Watson Pharmaceuticals has acquired Greek generics drugmaker Specifar Pharmaceuticals for 400 million euros in cash as part of its strategy to expand in Europe.
Privately-owned Specifar, which had revenues of around 85 million euros in 2010, operates two core businesses. It has 400 marketing authorisations licensed to third parties for sale in 36 countries, predominantly in Europe, and eight products currently filed in the European Union. This third-party development business accounts for more than 70% of revenues.
Specifar is also in the top five in the Greek branded-generic market, with a portfolio of more than 30 products, sold through a 170-strong sales forces. It also sells products in Greece under the Alet Pharmaceuticals brand through a separate 55-rep force.
Watson noted that Specifar currently manufactures generics in a modern plant located in Athens with capacity for one billion doses annually, while a new state-of-the-art facility is currently under construction just outside of the city. This will provide capacity to manufacture an additional three-five billion doses, "further enhancing Watson's gobal supply chain".
Paul Bisaro, Watson's chief executive, said "the strategic significance of this combination is substantial" as his firm "will now have a powerful product development capability recognised throughout the industry for its strong track record of successfully launching products in key European markets, supported by an accomplished R&D and regulatory capability". He added that Specifar's "management expertise and existing business relationships will support Watson's current and future commercial expansion in European countries".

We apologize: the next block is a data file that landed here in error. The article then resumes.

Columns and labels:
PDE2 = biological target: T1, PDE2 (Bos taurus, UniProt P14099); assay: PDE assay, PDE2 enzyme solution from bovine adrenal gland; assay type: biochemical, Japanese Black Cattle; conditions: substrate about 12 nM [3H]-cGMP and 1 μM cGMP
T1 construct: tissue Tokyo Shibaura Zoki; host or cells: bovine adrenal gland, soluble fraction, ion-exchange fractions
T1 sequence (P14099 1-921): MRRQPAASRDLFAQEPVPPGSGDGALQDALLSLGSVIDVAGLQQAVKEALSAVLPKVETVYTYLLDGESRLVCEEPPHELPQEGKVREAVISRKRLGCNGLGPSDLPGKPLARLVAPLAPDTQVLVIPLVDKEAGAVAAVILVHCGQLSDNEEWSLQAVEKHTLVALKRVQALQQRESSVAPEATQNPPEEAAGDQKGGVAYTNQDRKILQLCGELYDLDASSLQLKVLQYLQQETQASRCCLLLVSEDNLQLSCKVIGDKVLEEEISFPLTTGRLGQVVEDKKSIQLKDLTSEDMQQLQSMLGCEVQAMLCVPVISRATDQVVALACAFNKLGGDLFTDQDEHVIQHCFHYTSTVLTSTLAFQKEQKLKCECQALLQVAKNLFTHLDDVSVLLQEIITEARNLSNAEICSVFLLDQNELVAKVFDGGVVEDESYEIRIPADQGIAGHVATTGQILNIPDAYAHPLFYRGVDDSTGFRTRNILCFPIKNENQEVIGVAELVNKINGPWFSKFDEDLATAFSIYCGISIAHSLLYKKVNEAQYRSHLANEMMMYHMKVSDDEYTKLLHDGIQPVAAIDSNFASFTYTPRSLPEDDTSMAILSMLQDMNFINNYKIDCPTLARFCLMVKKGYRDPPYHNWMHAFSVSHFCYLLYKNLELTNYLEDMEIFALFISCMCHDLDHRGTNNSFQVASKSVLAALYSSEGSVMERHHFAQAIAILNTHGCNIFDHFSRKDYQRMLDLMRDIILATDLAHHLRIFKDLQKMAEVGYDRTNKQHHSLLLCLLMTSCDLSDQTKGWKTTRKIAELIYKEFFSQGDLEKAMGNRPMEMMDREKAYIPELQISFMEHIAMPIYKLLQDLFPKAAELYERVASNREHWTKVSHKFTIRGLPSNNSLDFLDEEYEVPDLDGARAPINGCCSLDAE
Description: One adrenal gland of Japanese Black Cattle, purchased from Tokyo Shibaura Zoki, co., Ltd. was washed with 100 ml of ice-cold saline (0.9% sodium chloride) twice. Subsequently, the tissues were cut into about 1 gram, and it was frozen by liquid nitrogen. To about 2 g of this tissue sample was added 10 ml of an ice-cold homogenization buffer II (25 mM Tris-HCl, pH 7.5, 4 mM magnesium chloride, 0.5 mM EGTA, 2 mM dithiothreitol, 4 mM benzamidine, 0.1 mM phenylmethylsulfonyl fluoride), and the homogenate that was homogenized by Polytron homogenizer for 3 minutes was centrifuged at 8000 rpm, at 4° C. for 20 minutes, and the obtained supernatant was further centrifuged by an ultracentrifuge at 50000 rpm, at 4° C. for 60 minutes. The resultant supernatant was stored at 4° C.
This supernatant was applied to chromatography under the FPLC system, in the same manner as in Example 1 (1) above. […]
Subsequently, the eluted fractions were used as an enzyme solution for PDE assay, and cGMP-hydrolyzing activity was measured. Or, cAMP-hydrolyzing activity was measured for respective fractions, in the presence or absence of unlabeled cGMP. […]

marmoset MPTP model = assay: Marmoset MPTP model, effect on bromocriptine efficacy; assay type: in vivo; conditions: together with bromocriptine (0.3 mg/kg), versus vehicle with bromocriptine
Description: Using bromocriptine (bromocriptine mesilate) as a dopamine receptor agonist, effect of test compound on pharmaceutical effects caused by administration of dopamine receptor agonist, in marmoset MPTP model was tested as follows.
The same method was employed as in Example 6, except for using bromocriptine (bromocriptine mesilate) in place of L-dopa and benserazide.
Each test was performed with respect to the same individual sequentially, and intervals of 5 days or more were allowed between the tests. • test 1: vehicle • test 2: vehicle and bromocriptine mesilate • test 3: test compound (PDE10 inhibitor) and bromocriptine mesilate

Generic Nexium in pipeline
Mr Bisaro noted that "Greece's generic product utilisation is currently one of the lowest in Europe, providing us with a significant opportunity". He also pointed out that Specifar's pipeline includes a generic version of AstraZeneca's antiulcerant blockbuster Nexium (esomeprazole), which could launch in certain European markets as early as the fourth quarter of 2011.
Indeed, as part of the deal, in additional to the 400 million euros, Specifar's former owners may receive up to an extra 40 million euros linked to sales of a generic Nexium product during its first five years on the market.